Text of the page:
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Find video protocols related to scientific articles indexed in Pubmed.
The effect of ethanol and acetaldehyde on brain ependymal and respiratory ciliary beat frequency.
Cilia
PUBLISHED: 03-01-2013
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Ethanol has been shown to stimulate the beat frequency of respiratory cilia at concentrations encountered during social drinking, while one of its metabolites, acetaldehyde, has been shown to cause a marked decrease in ciliary beat frequency. The aim of this study was to determine whether short-term exposure to ethanol stimulated ependymal cilia and whether exposure to acetaldehyde had a toxic effect on ependymal and respiratory cilia.
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Novel immunogenic peptides elicit systemic anaphylaxis in mice: implications for peptide vaccines.
J. Immunol.
PUBLISHED: 06-27-2011
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Peptide-based therapies are showing increasing potential for the development of vaccines and in the treatment of many important diseases. We previously reported two peptide conjugate vaccines that protected mice against pneumococcal disease. During this study, we observed an unexpected phenomenon; several vaccine candidates induced a rapid, fatal anaphylaxis after booster injection of the peptide conjugate. Further investigation indicated the reaction was mediated by the production of peptide-specific IgE and the release of histamine. Notably, among seven peptides tested, all of which bound the same mAb that selected them from a phage library, only four elicited this severe reaction. Sequence alignment analysis of all peptides revealed unique clusters of acidic amino acid residues in the allergenic peptides. Substitution of the acidic amino acid residues, ED, of peptide MP2 with their amine equivalents, QN, eliminated the anaphylactic effects but did not affect the production of peptide-specific IgG. These results have important implications for both the study of allergens and the development of future peptide-based therapies.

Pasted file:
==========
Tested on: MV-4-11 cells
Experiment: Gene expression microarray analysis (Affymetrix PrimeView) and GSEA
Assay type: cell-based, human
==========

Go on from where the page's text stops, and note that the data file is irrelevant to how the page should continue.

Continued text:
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What is Visualize?

JoVE Visualize is a tool created to match the last 5 years of PubMed publications to methods in JoVE's video library.

How does it work?

We use abstracts found on PubMed and match them to JoVE videos to create a list of 10 to 30 related methods videos.

Video X seems to be unrelated to Abstract Y...

In developing our video relationships, we compare around 5 million PubMed articles to our library of over 4,500 methods videos. In some cases the language used in the PubMed abstracts makes matching that content to a JoVE video difficult. In other cases, there happens not to be any content in our video library that is relevant to the topic of a given abstract. In these cases, our algorithms are trying their best to display videos with relevant content, which can sometimes result in matched videos with only a slight relation.